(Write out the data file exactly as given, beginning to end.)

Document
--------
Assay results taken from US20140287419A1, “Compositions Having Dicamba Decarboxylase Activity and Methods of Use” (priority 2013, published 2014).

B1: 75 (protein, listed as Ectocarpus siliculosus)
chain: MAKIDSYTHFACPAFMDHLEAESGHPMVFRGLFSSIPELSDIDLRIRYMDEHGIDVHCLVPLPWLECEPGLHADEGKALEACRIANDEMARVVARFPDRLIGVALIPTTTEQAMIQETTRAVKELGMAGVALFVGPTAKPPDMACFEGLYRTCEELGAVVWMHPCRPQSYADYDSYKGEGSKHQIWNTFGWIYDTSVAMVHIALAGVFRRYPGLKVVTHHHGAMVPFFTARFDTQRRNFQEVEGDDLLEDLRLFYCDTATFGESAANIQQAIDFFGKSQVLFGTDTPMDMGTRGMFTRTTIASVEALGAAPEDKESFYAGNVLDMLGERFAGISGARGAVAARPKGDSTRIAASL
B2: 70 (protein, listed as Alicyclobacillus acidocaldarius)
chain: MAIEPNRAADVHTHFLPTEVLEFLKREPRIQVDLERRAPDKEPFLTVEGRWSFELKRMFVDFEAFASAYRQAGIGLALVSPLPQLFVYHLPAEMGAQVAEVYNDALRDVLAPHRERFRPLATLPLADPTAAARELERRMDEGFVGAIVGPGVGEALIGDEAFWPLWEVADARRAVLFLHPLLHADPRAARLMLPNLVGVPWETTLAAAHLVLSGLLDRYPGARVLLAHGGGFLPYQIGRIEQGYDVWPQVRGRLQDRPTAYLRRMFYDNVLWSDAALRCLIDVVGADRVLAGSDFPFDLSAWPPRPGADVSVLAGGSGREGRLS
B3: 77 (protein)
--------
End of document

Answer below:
Assay results taken from US20140287419A1, “Compositions Having Dicamba Decarboxylase Activity and Methods of Use” (priority 2013, published 2014).

B1: 75 (protein, listed as Ectocarpus siliculosus)
chain: MAKIDSYTHFACPAFMDHLEAESGHPMVFRGLFSSIPELSDIDLRIRYMDEHGIDVHCLVPLPWLECEPGLHADEGKALEACRIANDEMARVVARFPDRLIGVALIPTTTEQAMIQETTRAVKELGMAGVALFVGPTAKPPDMACFEGLYRTCEELGAVVWMHPCRPQSYADYDSYKGEGSKHQIWNTFGWIYDTSVAMVHIALAGVFRRYPGLKVVTHHHGAMVPFFTARFDTQRRNFQEVEGDDLLEDLRLFYCDTATFGESAANIQQAIDFFGKSQVLFGTDTPMDMGTRGMFTRTTIASVEALGAAPEDKESFYAGNVLDMLGERFAGISGARGAVAARPKGDSTRIAASL
B2: 70 (protein, listed as Alicyclobacillus acidocaldarius)
chain: MAIEPNRAADVHTHFLPTEVLEFLKREPRIQVDLERRAPDKEPFLTVEGRWSFELKRMFVDFEAFASAYRQAGIGLALVSPLPQLFVYHLPAEMGAQVAEVYNDALRDVLAPHRERFRPLATLPLADPTAAARELERRMDEGFVGAIVGPGVGEALIGDEAFWPLWEVADARRAVLFLHPLLHADPRAARLMLPNLVGVPWETTLAAAHLVLSGLLDRYPGARVLLAHGGGFLPYQIGRIEQGYDVWPQVRGRLQDRPTAYLRRMFYDNVLWSDAALRCLIDVVGADRVLAGSDFPFDLSAWPPRPGADVSVLAGGSGREGRLS
B3: 77 (protein)